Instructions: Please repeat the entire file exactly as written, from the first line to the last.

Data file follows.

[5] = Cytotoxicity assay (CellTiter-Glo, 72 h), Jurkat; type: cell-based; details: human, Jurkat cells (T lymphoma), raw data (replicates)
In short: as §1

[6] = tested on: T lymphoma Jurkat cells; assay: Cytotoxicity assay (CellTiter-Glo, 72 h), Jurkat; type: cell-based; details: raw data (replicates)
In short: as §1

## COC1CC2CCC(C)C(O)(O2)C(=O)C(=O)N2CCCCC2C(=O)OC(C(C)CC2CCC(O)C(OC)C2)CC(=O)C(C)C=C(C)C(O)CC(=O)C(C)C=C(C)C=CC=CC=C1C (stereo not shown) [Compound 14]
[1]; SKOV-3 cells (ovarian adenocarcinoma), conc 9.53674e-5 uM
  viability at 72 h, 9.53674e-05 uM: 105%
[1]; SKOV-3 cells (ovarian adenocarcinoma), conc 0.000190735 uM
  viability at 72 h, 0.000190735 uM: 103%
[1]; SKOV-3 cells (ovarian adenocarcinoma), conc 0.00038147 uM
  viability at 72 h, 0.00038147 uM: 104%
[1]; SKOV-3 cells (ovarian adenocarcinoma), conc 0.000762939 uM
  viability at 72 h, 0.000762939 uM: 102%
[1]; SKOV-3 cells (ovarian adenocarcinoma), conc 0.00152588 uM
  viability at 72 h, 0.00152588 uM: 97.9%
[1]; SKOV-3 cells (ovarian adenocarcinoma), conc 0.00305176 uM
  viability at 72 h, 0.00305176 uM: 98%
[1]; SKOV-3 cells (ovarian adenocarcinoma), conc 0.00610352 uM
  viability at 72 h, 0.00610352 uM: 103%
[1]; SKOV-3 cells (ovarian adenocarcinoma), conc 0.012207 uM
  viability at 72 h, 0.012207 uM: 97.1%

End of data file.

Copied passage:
[5] = Cytotoxicity assay (CellTiter-Glo, 72 h), Jurkat; type: cell-based; details: human, Jurkat cells (T lymphoma), raw data (replicates)
In short: as §1

[6] = tested on: T lymphoma Jurkat cells; assay: Cytotoxicity assay (CellTiter-Glo, 72 h), Jurkat; type: cell-based; details: raw data (replicates)
In short: as §1

## COC1CC2CCC(C)C(O)(O2)C(=O)C(=O)N2CCCCC2C(=O)OC(C(C)CC2CCC(O)C(OC)C2)CC(=O)C(C)C=C(C)C(O)CC(=O)C(C)C=C(C)C=CC=CC=C1C (stereo not shown) [Compound 14]
[1]; SKOV-3 cells (ovarian adenocarcinoma), conc 9.53674e-5 uM
  viability at 72 h, 9.53674e-05 uM: 105%
[1]; SKOV-3 cells (ovarian adenocarcinoma), conc 0.000190735 uM
  viability at 72 h, 0.000190735 uM: 103%
[1]; SKOV-3 cells (ovarian adenocarcinoma), conc 0.00038147 uM
  viability at 72 h, 0.00038147 uM: 104%
[1]; SKOV-3 cells (ovarian adenocarcinoma), conc 0.000762939 uM
  viability at 72 h, 0.000762939 uM: 102%
[1]; SKOV-3 cells (ovarian adenocarcinoma), conc 0.00152588 uM
  viability at 72 h, 0.00152588 uM: 97.9%
[1]; SKOV-3 cells (ovarian adenocarcinoma), conc 0.00305176 uM
  viability at 72 h, 0.00305176 uM: 98%
[1]; SKOV-3 cells (ovarian adenocarcinoma), conc 0.00610352 uM
  viability at 72 h, 0.00610352 uM: 103%
[1]; SKOV-3 cells (ovarian adenocarcinoma), conc 0.012207 uM
  viability at 72 h, 0.012207 uM: 97.1%